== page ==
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Notwithstanding the impressive geographical spread, functional reach and consequent decline in
the influence of informal sources of credit, rural financial institutions were characterized by
several weaknesses, viz., decline in productivity and efficiency; erosion of repayment ethics and
profitability. On the eve of the 1991 reforms, the rural credit delivery system was again found to
be in a poor shape (R.V. Gupta Committee, 1998). The Report of the Committee on the Financial
System (Chairman: Shri M. Narasimham, 1991) provided the blue print for carrying out overall
financial sector reforms during the 1990s. Furthermore, weaknesses in the performance of rural
financial institutions since 1991 resulted in setting up of various committees/working groups/task
forces to look into their operations such as: The High-level Committee on Agricultural Credit
through Commercial Banks (R. V. Gupta, 1998), Task Force to Study the Functions of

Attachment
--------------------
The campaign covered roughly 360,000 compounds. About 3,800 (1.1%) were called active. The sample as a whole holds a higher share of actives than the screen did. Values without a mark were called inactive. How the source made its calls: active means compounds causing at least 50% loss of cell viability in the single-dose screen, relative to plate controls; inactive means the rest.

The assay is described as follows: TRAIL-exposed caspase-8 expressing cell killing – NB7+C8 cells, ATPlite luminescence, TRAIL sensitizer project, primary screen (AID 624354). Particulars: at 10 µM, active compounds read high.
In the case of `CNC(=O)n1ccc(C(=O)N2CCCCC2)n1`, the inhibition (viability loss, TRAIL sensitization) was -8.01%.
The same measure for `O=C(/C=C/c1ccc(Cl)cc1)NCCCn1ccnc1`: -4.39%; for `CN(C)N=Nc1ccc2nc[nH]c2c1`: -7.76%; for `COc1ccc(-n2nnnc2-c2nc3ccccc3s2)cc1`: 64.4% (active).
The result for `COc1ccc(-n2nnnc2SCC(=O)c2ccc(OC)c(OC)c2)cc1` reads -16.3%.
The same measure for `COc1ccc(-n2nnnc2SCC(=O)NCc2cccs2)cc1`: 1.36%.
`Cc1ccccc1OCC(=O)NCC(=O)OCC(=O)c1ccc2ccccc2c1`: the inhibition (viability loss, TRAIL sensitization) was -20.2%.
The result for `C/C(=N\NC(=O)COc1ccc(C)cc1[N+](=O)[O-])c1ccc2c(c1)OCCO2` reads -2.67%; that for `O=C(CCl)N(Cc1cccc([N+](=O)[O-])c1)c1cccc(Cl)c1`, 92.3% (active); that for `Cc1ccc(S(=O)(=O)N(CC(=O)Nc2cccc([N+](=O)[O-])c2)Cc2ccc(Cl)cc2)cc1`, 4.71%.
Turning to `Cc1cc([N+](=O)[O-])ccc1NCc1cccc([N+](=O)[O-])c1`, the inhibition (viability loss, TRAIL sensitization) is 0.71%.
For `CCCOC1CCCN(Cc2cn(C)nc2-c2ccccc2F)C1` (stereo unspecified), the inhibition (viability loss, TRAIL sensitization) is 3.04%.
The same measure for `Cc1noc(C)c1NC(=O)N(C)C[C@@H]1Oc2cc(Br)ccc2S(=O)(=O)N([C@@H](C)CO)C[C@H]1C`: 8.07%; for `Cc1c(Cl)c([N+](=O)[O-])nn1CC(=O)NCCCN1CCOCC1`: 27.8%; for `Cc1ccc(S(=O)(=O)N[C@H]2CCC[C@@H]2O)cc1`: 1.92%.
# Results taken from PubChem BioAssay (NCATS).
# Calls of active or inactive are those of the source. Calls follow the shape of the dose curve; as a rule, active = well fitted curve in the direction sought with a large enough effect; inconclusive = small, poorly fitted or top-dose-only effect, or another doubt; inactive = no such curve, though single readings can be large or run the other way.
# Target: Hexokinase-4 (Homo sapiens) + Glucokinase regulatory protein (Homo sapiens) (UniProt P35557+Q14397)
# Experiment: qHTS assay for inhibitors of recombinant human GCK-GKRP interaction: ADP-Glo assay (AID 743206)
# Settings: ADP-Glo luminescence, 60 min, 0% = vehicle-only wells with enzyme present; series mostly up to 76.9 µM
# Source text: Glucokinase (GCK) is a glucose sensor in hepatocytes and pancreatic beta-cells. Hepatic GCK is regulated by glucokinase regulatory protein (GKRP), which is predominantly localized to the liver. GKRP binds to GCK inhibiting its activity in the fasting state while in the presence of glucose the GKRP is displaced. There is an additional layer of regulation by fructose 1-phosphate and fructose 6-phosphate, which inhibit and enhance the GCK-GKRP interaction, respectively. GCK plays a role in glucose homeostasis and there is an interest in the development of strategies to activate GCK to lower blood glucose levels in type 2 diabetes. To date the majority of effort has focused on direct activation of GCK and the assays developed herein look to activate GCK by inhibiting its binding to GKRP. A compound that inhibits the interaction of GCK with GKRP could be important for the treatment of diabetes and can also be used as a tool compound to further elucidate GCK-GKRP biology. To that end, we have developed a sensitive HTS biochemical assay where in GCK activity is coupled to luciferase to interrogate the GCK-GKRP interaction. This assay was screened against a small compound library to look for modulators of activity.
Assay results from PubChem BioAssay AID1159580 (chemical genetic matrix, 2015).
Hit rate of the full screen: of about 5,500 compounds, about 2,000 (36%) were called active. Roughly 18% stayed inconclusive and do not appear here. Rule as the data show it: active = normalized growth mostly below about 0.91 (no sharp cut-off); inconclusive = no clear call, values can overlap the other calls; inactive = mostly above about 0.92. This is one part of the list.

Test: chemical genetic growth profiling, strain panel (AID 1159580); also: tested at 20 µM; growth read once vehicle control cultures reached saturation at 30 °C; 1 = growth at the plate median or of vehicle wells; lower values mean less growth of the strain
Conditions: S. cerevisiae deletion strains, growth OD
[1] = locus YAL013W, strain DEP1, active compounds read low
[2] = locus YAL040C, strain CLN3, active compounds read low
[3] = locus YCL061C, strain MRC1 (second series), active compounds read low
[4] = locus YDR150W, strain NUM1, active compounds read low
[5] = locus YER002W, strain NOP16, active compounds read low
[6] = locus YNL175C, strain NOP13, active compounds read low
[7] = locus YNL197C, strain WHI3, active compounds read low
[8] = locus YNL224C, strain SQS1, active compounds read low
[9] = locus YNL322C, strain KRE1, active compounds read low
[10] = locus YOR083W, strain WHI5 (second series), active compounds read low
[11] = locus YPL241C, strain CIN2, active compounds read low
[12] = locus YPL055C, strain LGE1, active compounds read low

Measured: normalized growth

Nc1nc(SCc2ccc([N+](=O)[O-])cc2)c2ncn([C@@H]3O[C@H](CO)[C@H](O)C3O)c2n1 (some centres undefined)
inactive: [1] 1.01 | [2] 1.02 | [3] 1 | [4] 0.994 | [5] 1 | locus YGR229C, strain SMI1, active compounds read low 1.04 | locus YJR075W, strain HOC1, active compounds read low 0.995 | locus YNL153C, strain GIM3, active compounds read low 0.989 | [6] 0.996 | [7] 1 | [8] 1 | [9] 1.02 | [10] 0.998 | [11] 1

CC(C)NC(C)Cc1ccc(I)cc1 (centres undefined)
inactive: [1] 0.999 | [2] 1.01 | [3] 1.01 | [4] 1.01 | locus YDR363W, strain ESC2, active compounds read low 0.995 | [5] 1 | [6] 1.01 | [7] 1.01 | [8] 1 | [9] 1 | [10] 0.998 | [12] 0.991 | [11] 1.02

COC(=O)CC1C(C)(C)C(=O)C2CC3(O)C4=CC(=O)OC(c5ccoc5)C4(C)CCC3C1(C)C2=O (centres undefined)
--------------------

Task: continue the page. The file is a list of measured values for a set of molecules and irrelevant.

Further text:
Cooperative Credit System and to Suggest Measures for its Strengthening (Jagdish Capoor,
1999), Expert Committee on Rural Credit (V.S. Vyas, 2001), and The Working Group to
Suggest Amendments in the Regional Rural Banks Act, 1976 (M.V.S. Chalapathi Rao, 2002).
These committees/working groups/task forces made farreaching recommendations having a
bearing on agricultural credit. While the Capoor Task Force suggested adoption of a Model Cooperative Act, setting up of a Co-operative Rehabilitation and Development Fund at NABARD
and Mutual Assistance Fund at the state level, the Vyas Committee (2001) recommended
restoration of health of Primary Agricultural Credit Societies (PACs) by scrapping the cadre
system, selective delayering of cooperatives credit structure and integration of short and longterm structures. The Chalapathi Rao Working Group (2002) had, in addition to suggesting
diversification of the business of RRBs, recommended introduction of capital adequacy norms

for RRBs in a phased manner, along with the RRB-specific amount of equity based on the riskweighted assets ratio.
The financial sector reforms formed an integral part of the overall structural reforms initiated in
1991 and included various measures in the area of agricultural credit such as deregulation of
interest rates of co-operatives, and RRBs; deregulation of lending rates of commercial banks for
loans above Rs. 2 lakh; recapitalization of select RRBs; introduction of prudential accounting
norms and provisioning requirements for all rural credit agencies; increased refinance support